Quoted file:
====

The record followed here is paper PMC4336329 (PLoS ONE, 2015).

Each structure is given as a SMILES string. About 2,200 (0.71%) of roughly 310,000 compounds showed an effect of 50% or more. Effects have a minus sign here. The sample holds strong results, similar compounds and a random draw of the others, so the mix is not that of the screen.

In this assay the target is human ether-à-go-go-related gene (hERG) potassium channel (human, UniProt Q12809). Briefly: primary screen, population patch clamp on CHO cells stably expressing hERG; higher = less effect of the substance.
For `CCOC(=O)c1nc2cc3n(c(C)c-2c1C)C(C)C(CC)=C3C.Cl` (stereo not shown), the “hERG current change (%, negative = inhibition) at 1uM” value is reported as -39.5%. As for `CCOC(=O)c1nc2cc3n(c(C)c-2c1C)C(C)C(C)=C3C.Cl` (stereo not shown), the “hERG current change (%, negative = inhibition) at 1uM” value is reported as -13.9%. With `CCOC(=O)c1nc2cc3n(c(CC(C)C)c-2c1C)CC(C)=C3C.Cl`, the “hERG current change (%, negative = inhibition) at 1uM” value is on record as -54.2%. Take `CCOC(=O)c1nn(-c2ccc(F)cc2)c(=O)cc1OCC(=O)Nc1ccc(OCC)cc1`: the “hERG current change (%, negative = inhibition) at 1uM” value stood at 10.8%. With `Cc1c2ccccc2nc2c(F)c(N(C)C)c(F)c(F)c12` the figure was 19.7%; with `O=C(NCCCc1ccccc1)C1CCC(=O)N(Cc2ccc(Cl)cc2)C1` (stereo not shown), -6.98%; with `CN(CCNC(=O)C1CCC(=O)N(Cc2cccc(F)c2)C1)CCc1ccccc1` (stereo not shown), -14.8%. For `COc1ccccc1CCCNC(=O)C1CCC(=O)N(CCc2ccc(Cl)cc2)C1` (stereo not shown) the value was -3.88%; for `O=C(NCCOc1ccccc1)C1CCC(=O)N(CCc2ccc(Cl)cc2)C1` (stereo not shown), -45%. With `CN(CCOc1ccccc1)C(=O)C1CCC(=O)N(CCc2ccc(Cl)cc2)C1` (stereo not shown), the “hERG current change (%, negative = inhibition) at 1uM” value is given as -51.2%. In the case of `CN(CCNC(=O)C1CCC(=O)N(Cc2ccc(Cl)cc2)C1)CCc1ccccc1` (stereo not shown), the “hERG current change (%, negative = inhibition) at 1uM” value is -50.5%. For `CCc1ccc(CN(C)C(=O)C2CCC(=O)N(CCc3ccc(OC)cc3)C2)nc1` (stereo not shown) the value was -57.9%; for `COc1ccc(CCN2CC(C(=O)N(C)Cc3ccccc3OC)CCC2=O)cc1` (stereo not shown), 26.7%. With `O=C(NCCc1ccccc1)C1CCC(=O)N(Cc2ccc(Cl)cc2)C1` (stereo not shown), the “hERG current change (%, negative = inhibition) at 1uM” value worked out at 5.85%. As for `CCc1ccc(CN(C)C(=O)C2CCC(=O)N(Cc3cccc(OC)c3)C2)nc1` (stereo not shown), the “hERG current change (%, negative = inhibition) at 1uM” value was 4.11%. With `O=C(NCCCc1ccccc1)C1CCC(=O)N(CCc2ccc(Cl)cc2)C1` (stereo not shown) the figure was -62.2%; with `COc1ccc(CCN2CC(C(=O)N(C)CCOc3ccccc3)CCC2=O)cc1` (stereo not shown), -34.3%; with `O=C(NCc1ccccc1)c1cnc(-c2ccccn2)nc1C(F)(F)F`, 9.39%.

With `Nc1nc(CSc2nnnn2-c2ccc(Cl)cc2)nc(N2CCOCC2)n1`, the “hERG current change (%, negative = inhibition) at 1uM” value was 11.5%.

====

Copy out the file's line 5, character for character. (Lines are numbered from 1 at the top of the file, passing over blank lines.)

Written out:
With `Nc1nc(CSc2nnnn2-c2ccc(Cl)cc2)nc(N2CCOCC2)n1`, the “hERG current change (%, negative = inhibition) at 1uM” value was 11.5%.